Ahmad's shop in Istanbul's Kucukcekmece district was among several Syrian-run businesses attacked by locals in June after rumours spread on social media of a Syrian boy harassing a Turkish girl. 
Crossing over from Syria with his parents, wife and three children, Ahmad registered in the north-western city of Bursa.
There were few jobs in Bursa and Istanbul seemed a pragmatic choice at a time when the government didn't intervene as Syrians moved around Turkey more freely.
Ahmad recalls the mob shouting, "go back to your country," meting out vigilante justice with sticks and shattering store fronts.
Forced deportations aren't new. Over the last few years, even after a refugee deal between Turkey and the European Union, Turkish authorities "have been able to forcibly send people back to Syria with relative impunity ... because European governments have been turning a blind eye to these forced returns," says Amnesty International's Turkey expert Andrew Gardner.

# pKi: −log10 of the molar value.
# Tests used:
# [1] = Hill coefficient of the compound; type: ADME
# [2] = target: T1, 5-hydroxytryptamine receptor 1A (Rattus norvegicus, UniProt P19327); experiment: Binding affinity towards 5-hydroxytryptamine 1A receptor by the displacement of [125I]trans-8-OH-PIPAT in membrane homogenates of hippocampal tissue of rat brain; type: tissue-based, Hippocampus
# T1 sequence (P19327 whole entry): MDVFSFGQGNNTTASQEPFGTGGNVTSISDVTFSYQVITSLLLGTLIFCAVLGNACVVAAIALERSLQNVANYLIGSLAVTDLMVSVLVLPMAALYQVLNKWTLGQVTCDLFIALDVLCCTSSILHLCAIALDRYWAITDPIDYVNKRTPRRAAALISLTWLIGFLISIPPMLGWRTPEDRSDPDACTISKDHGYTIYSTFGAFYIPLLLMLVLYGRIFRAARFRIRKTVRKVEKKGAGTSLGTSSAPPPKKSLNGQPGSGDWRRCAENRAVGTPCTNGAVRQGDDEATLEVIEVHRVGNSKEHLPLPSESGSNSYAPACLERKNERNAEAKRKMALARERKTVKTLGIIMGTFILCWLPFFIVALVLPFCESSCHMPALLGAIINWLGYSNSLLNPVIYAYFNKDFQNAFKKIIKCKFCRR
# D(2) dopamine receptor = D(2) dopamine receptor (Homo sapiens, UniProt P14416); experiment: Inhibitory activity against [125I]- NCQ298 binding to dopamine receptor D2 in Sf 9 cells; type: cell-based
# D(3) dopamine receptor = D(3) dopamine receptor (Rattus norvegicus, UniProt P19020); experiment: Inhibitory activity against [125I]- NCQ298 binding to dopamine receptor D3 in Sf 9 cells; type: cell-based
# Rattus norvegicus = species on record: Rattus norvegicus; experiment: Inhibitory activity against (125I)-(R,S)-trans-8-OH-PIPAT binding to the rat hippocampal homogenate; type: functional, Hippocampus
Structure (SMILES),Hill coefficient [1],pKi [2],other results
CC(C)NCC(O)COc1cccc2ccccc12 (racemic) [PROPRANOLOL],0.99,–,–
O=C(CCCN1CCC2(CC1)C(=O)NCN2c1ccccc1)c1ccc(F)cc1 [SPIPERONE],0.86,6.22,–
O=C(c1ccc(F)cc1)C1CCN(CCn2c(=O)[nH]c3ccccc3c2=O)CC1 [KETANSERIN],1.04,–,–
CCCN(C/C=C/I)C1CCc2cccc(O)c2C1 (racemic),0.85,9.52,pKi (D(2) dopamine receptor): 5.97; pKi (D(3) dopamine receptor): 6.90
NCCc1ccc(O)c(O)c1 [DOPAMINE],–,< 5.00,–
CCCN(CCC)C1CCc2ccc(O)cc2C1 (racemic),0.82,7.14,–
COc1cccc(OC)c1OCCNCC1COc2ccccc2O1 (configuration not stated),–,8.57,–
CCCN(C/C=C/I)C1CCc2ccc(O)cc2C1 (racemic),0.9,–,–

Under the 2015 deal struck at the height of a migration crisis in the EU, it pledged 6 billion euros to help Turkey host Syrian refugees. Ankara agreed to prevent people from attempting to reach the bloc.
Europe's "record on protecting Syrian refugees is not good because they rely on Turkey to protect a disproportionate number of Syrian refugees rather than living up to their own responsibilities," Gardner tells dpa.
Turkey's laws and international agreements it has signed onto are clear that it can't forcibly send people back to a war zone where their lives are under threat, including those who have allegedly committed crimes.
Muhammad Waddah, 18, is considered a criminal by the Turkish government. He arrived in Gaziantep, southern Turkey, six years ago from Aleppo. He was registered there, went to school and played football. 
In August he was deported to Idlib in north-western Syria, he tells dpa. He was caught at Istanbul airport while attempting to reach Germany with a fake passport. He says he was forced to sign a document that he wasn't allowed to read. It was likely a paper for "voluntary return." 
Many refugees do return to Syria voluntarily. But Human Rights Watch (HRW) says Turkish authorities frequently use coercion.